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Touring load weight distribution

In reading advice for carrying cargo on a bicycle, whether for touring or otherwise, I see recommendations (such as here) that load should be either evenly distributed between the front and rear wheels, or slightly greater, 60/40, on the front wheel.

Why is this? My intuition says that more load should be on the rear wheel, but my touring experience is limited.

Bonus points for answers with actual physics in them.

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marked as duplicate by zenbike Jan 6 '13 at 8:11

This question has been asked before and already has an answer. If those answers do not fully address your question, please ask a new question.

2  
I don't think it's a dupe. That question is "How should I load my bike?"; my question is "Why should I load my bike that way?" –  dpassage Jan 6 '13 at 2:59
    
Speaking from experience: Weight on the front wheel makes the bike more stable. The only caveat is that it be firmly attached -- a vibrating load on the front can be real scary. –  Daniel R Hicks Jan 6 '13 at 3:09
    
This answer makes clear why you would load weight one way or the other. bicycles.stackexchange.com/a/309/1259 –  zenbike Jan 6 '13 at 8:12
    
Again, I feel that question covers the "how", but not the "why". @mattnz's answer below includes a lot more information about the "why" - the bit about torque and uphill climbing is particularly interesting. –  dpassage Jan 6 '13 at 16:42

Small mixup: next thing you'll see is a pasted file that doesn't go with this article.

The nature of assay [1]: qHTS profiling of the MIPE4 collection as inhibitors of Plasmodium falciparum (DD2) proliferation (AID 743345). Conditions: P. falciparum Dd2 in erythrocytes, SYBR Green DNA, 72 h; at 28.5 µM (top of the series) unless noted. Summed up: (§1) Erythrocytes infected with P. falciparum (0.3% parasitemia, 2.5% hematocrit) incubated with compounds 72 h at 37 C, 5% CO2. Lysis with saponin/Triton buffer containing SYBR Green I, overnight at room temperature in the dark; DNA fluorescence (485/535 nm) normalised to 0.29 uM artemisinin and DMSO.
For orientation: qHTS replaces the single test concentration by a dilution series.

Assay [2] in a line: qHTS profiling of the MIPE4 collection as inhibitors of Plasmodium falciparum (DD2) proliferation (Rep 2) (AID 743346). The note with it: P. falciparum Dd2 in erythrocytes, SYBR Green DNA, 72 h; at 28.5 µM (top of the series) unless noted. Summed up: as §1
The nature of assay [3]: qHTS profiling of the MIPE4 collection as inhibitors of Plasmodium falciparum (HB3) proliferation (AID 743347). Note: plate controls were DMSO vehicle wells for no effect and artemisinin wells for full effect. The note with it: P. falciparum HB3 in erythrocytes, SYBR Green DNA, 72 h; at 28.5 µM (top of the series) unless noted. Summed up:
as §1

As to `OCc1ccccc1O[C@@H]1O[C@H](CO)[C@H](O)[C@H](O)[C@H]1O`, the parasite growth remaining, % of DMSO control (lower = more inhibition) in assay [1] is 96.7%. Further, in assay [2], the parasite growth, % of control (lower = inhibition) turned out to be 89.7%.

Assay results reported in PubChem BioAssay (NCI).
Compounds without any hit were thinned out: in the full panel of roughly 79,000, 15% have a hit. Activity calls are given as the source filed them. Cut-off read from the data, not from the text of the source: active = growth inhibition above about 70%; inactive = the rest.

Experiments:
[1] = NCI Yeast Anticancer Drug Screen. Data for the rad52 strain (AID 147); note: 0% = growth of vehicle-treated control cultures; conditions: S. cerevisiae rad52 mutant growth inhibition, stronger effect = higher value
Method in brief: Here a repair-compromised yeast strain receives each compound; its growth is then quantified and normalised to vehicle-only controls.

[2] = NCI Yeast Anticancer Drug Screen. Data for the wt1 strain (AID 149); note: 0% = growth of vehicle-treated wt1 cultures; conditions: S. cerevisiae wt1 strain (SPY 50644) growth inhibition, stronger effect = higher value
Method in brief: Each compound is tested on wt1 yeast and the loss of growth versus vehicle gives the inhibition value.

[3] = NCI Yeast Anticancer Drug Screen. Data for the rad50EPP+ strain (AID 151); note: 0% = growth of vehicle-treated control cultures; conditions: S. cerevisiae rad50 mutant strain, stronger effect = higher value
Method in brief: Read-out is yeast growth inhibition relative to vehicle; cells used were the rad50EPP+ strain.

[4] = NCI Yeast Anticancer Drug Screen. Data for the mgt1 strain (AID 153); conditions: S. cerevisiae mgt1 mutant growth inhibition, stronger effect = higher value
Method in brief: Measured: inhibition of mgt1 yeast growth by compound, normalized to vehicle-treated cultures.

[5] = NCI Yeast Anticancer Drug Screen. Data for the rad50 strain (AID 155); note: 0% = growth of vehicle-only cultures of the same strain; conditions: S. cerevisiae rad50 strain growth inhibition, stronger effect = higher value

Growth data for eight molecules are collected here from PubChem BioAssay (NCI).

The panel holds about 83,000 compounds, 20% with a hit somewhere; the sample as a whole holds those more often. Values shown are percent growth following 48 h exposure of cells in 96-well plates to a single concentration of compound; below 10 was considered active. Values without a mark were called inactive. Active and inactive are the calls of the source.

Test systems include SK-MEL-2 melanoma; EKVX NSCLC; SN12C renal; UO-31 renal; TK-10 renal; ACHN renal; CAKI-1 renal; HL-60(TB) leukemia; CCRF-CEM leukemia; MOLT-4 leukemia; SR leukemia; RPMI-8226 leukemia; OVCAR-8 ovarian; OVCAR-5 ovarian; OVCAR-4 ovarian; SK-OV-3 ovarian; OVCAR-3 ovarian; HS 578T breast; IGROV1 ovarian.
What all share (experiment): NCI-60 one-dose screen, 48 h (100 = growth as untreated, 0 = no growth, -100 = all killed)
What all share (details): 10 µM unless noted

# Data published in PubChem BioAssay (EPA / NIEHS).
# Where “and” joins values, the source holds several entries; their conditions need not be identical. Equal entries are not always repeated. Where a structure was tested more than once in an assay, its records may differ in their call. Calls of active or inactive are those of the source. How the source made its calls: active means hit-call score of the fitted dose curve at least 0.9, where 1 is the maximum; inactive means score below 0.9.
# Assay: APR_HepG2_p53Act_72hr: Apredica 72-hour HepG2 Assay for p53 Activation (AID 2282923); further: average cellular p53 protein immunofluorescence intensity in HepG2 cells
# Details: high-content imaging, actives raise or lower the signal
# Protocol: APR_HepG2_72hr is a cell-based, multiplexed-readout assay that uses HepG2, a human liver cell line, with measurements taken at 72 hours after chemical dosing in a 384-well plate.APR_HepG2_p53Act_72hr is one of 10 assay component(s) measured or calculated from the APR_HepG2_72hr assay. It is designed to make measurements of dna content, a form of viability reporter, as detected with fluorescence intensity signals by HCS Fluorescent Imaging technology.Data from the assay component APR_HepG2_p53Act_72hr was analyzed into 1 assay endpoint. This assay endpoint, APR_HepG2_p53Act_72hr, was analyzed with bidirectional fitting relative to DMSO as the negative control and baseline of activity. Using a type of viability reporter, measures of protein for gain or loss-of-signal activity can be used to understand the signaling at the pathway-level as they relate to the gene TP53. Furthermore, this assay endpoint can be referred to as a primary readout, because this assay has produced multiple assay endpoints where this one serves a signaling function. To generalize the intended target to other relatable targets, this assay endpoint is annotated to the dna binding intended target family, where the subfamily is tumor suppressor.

1 Answer 1

up vote 6 down vote accepted

When you sit on your bike, you put more weight on the rear wheel than the front (it's easy to use bathroom scales to see exactly how much). By distributing your cargo 60/40 to the front, you get a more even distribution of overall weight on the tires. This is good for several reasons. The tires (assuming same size) have the same load bearing ability, so having them evenly balanced is better - particularly on a heavily laden tourer. Also if you put to much weight to far back, there is no weight to hold the front down. This negatively affects cornering, inducing uncontrollable under steer, and also affects hill climbing. A tourer usually has an insanely low granny gear, which means it's possible to grind up very steep hills, provided the torque does not lift the front wheel. Pulling wheelies on a fully loaded tourer is something best avoided by all but the most skilled riders.

These are only guidelines. Every rider and bike is different, so you should do what suits you. Don't be scared to experiment - even once you find a way to load that you like. If you don't try something different, you may never find that "better" way...

Forgive me, I will go for the bonus points.

Max Torque induced by Pedal Force on Chain = (Rider Weight * Crank Length) / Small Chainring Diameter.

Torque on back wheel = (Force on Chain * Diameter of Largest Cassette gear ) / Wheel Diameter

Torque to rotate bike = Wheel base * Weight on Front wheel.

Crash === Torque to rotate bike > Torque on back wheel

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Also, weight nearer the steering axis is easier to balance. –  alex Jan 6 '13 at 1:43
    
Matt, thanks, thank helps a lot! Alex, can you expand on that, maybe in an additional answer? Why is that true? –  dpassage Jan 6 '13 at 3:01

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